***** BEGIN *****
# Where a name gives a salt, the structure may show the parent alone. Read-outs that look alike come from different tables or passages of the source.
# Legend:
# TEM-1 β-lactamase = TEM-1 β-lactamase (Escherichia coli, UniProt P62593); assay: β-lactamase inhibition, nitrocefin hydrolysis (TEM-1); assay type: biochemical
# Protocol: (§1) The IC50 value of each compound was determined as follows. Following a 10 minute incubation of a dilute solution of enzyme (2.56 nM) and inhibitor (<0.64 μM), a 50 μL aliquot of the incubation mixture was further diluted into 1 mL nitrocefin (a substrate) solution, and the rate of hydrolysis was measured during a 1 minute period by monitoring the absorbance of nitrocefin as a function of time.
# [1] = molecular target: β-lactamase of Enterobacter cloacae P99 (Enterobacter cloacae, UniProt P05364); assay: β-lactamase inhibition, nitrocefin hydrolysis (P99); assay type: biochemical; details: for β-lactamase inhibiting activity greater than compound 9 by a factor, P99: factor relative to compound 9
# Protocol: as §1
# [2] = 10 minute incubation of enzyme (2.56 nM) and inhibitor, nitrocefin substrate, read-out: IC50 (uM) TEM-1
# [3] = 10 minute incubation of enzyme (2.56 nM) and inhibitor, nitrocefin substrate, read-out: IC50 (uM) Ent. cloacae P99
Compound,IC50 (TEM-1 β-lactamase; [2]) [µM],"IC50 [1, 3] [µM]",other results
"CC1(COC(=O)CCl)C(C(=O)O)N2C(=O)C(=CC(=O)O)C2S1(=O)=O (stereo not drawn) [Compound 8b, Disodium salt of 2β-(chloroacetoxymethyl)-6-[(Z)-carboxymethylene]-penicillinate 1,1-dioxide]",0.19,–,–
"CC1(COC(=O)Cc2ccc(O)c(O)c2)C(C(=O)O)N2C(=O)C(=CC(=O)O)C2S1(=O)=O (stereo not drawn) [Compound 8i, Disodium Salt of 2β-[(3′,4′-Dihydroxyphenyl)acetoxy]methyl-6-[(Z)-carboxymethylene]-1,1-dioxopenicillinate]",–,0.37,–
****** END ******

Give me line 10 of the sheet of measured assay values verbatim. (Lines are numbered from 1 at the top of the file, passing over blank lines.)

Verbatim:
"CC1(COC(=O)CCl)C(C(=O)O)N2C(=O)C(=CC(=O)O)C2S1(=O)=O (stereo not drawn) [Compound 8b, Disodium salt of 2β-(chloroacetoxymethyl)-6-[(Z)-carboxymethylene]-penicillinate 1,1-dioxide]",0.19,–,–